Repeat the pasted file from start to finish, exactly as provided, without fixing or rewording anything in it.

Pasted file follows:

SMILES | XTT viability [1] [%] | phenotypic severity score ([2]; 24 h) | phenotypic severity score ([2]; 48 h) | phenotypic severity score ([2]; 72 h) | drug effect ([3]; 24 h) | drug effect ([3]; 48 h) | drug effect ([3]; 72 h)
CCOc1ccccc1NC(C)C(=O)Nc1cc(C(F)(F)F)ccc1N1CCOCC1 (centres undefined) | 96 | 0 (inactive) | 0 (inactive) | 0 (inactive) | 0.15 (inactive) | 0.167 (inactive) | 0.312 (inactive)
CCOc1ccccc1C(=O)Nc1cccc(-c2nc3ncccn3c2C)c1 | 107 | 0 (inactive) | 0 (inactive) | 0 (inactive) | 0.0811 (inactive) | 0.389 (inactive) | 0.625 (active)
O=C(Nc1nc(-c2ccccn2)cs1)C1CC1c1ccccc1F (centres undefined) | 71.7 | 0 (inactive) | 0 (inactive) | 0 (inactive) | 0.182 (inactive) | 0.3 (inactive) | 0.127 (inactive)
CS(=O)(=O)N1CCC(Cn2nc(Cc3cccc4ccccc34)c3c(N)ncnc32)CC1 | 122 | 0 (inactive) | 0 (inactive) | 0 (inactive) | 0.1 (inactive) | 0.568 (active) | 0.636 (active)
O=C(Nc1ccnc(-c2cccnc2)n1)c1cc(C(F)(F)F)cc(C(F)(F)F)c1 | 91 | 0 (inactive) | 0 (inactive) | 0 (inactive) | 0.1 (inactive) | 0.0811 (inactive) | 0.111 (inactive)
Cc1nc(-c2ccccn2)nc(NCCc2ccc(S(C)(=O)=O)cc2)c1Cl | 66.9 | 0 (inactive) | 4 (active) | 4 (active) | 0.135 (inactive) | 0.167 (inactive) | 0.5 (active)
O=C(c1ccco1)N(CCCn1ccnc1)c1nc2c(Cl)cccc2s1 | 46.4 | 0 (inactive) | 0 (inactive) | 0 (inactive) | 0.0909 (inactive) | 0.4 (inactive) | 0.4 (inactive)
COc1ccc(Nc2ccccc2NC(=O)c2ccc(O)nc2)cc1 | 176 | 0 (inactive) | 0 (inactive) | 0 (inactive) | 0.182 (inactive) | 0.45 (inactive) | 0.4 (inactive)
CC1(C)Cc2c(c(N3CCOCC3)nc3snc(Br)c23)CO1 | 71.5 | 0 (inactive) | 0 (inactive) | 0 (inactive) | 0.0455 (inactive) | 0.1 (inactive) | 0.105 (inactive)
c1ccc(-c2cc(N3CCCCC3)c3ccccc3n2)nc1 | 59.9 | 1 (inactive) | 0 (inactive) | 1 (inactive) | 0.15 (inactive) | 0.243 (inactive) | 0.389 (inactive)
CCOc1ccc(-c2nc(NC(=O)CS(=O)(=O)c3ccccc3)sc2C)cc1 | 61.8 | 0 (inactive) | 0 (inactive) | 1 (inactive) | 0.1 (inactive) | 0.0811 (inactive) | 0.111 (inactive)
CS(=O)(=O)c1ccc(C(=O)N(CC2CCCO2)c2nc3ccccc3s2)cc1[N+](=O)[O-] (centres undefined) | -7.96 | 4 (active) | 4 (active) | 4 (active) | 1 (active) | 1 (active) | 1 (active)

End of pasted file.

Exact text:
SMILES | XTT viability [1] [%] | phenotypic severity score ([2]; 24 h) | phenotypic severity score ([2]; 48 h) | phenotypic severity score ([2]; 72 h) | drug effect ([3]; 24 h) | drug effect ([3]; 48 h) | drug effect ([3]; 72 h)
CCOc1ccccc1NC(C)C(=O)Nc1cc(C(F)(F)F)ccc1N1CCOCC1 (centres undefined) | 96 | 0 (inactive) | 0 (inactive) | 0 (inactive) | 0.15 (inactive) | 0.167 (inactive) | 0.312 (inactive)
CCOc1ccccc1C(=O)Nc1cccc(-c2nc3ncccn3c2C)c1 | 107 | 0 (inactive) | 0 (inactive) | 0 (inactive) | 0.0811 (inactive) | 0.389 (inactive) | 0.625 (active)
O=C(Nc1nc(-c2ccccn2)cs1)C1CC1c1ccccc1F (centres undefined) | 71.7 | 0 (inactive) | 0 (inactive) | 0 (inactive) | 0.182 (inactive) | 0.3 (inactive) | 0.127 (inactive)
CS(=O)(=O)N1CCC(Cn2nc(Cc3cccc4ccccc34)c3c(N)ncnc32)CC1 | 122 | 0 (inactive) | 0 (inactive) | 0 (inactive) | 0.1 (inactive) | 0.568 (active) | 0.636 (active)
O=C(Nc1ccnc(-c2cccnc2)n1)c1cc(C(F)(F)F)cc(C(F)(F)F)c1 | 91 | 0 (inactive) | 0 (inactive) | 0 (inactive) | 0.1 (inactive) | 0.0811 (inactive) | 0.111 (inactive)
Cc1nc(-c2ccccn2)nc(NCCc2ccc(S(C)(=O)=O)cc2)c1Cl | 66.9 | 0 (inactive) | 4 (active) | 4 (active) | 0.135 (inactive) | 0.167 (inactive) | 0.5 (active)
O=C(c1ccco1)N(CCCn1ccnc1)c1nc2c(Cl)cccc2s1 | 46.4 | 0 (inactive) | 0 (inactive) | 0 (inactive) | 0.0909 (inactive) | 0.4 (inactive) | 0.4 (inactive)
COc1ccc(Nc2ccccc2NC(=O)c2ccc(O)nc2)cc1 | 176 | 0 (inactive) | 0 (inactive) | 0 (inactive) | 0.182 (inactive) | 0.45 (inactive) | 0.4 (inactive)
CC1(C)Cc2c(c(N3CCOCC3)nc3snc(Br)c23)CO1 | 71.5 | 0 (inactive) | 0 (inactive) | 0 (inactive) | 0.0455 (inactive) | 0.1 (inactive) | 0.105 (inactive)
c1ccc(-c2cc(N3CCCCC3)c3ccccc3n2)nc1 | 59.9 | 1 (inactive) | 0 (inactive) | 1 (inactive) | 0.15 (inactive) | 0.243 (inactive) | 0.389 (inactive)
CCOc1ccc(-c2nc(NC(=O)CS(=O)(=O)c3ccccc3)sc2C)cc1 | 61.8 | 0 (inactive) | 0 (inactive) | 1 (inactive) | 0.1 (inactive) | 0.0811 (inactive) | 0.111 (inactive)
CS(=O)(=O)c1ccc(C(=O)N(CC2CCCO2)c2nc3ccccc3s2)cc1[N+](=O)[O-] (centres undefined) | -7.96 | 4 (active) | 4 (active) | 4 (active) | 1 (active) | 1 (active) | 1 (active)